). In their second study, six comparison subjects were imaged with [11
C]raclopride, and AMPT administration (5.35 g over a 29-hour period) resulted in a significant increase in binding potential (13.3% [SD=5.9%]) in the striatum and decreased homovanillic acid levels (62% [SD=17%]) (6
As a result of limited scanner resolution, these previous studies imaged the striatum as a whole and could not separate the signal among the caudate, putamen, and ventral striatum. More recently, studies using the PET radiotracer [18
F]fallypride, which also labels the D2
receptor, and AMPT have measured endogenous dopamine in the subdivisions of the striatum using a high-resolution PET scanner. Riccardi et al. (30
) reported that AMPT (71.4 mg/kg) increased binding potential by 8.8% in the caudate, 11.2% in the putamen, and 10.6% in the ventral striatum in healthy subjects. However, a subsequent study (31
) showed no effect of a lower dose of AMPT (3 g/70 kg per day for 44 hours) on [18
F]fallypride binding in healthy comparison subjects.
Thus, our results in healthy comparison subjects are comparable with those previously reported in the literature, which demonstrate that approximately 10%–20% of D2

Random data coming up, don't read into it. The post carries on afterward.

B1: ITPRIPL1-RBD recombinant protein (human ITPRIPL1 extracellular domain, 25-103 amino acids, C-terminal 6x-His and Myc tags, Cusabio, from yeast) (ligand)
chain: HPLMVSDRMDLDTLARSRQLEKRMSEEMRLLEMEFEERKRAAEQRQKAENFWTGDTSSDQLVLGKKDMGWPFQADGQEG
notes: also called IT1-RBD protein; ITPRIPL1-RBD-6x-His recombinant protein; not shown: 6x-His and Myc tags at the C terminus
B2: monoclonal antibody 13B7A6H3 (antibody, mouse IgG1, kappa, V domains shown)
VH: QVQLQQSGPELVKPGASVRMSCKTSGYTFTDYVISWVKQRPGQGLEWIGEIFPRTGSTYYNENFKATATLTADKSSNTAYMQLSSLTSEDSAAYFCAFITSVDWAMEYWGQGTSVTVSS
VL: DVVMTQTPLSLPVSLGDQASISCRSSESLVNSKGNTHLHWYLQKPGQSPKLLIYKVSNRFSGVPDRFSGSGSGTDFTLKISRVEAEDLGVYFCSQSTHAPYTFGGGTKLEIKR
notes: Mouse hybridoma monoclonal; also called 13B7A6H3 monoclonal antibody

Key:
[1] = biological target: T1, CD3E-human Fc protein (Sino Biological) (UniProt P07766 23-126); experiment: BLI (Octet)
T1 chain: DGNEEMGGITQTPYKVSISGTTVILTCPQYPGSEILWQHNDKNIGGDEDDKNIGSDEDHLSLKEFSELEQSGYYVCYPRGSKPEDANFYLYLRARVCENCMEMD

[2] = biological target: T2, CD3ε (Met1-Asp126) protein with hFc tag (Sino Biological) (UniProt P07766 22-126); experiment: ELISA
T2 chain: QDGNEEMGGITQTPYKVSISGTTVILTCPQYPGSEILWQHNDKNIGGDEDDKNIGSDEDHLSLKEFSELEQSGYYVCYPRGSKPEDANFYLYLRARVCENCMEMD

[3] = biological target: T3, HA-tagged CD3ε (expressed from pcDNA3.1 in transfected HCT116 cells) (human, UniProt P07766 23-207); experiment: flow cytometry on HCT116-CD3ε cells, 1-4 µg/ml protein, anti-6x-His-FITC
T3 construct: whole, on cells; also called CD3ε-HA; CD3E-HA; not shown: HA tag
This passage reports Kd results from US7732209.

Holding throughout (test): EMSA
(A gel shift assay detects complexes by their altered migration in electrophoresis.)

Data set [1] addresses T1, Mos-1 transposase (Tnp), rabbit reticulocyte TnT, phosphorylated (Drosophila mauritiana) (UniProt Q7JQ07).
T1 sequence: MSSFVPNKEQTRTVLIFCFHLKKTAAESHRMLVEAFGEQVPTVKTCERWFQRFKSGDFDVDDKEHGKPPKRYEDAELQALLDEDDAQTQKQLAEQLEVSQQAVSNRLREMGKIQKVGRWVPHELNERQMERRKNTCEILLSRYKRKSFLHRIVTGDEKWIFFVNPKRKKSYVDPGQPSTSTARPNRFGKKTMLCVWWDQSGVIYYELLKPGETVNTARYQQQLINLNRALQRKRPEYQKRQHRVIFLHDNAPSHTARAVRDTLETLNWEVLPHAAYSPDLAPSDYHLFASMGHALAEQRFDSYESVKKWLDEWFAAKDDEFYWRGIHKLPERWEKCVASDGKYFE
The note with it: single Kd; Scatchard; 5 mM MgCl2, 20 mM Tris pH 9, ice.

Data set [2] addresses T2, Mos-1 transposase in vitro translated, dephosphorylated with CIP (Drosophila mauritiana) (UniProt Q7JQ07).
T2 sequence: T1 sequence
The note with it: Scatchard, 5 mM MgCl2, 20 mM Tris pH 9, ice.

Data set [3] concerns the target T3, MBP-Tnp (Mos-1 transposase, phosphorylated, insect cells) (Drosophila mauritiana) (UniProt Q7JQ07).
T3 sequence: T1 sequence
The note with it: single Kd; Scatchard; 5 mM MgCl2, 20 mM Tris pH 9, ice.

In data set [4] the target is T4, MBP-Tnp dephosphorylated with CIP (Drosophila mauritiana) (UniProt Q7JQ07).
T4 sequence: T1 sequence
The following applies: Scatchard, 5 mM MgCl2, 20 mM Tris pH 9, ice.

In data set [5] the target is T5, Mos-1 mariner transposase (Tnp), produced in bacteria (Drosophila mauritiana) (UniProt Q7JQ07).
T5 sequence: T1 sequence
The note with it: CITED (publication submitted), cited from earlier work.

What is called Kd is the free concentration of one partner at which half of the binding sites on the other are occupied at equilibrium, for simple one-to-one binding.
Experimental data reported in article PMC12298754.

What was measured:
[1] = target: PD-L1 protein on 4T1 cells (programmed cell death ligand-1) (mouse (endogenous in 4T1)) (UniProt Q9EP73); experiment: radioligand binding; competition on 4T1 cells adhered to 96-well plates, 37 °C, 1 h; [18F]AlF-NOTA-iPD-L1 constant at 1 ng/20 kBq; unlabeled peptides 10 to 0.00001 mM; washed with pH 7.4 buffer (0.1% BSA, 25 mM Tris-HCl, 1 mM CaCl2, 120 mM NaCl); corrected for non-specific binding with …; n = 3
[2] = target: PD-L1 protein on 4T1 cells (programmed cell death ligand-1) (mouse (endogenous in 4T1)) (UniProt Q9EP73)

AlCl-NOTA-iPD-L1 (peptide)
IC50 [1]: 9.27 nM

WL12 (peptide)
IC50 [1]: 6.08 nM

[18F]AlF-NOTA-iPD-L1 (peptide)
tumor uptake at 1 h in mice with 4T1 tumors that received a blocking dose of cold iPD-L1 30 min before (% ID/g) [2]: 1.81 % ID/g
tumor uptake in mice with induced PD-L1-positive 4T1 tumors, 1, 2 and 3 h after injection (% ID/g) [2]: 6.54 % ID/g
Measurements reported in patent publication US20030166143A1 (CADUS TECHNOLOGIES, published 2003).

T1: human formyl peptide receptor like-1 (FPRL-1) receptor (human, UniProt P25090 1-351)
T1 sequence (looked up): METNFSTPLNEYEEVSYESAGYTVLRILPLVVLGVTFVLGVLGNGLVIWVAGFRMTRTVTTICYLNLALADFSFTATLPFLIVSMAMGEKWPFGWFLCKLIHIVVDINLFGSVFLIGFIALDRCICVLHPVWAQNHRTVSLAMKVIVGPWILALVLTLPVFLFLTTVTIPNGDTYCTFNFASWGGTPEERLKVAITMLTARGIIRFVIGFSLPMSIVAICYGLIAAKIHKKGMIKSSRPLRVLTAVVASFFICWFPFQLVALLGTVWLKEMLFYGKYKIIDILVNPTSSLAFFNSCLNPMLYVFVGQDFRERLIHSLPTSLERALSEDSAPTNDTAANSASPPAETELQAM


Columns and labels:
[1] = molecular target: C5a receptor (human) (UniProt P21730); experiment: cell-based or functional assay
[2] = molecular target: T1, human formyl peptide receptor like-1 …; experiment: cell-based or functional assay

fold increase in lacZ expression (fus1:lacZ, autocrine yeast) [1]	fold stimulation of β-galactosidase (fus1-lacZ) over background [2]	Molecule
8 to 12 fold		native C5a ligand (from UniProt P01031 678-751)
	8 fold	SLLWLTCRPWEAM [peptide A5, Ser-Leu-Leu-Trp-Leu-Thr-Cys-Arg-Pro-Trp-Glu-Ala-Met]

receptors are occupied by endogenous dopamine. In addition, we observed no difference among the subdivisions with respect to the percent of D2
receptors occupied by endogenous dopamine in either cocaine-dependent subjects or healthy comparison subjects. This finding in the healthy comparison group is consistent with that of Riccardi et al. (30
), who did not report a difference in the percent of occupied D2
receptors among the caudate, putamen, and ventral striatum in healthy subjects. However, Kegeles et al. (32
) recently reported that, in schizophrenia, the percent of AMPT-induced increase in [11
C]raclopride differed among the striatal subregions and was higher in the anterior caudate compared with the other subdivisions. In the present study, we observed no difference in the AMPT-induced change in [11
C]raclopride binding among the striatal subregions in the cocaine-dependent subjects, suggesting that the levels of endogenous dopamine are fairly uniform throughout the striatum.
It is important to note that previous studies of cocaine dependence have also shown a reduction in presynaptic dopamine release in response to a psychostimulant, measured as a decrease in [11
C]raclopride binding (1
). The increase in synaptic dopamine following psychostimulant administration results in a decrease in [11
C]raclopride binding, presumably as a result of competition between dopamine and the radiotracer for the receptors, although the mechanism is likely more complex than competition alone (34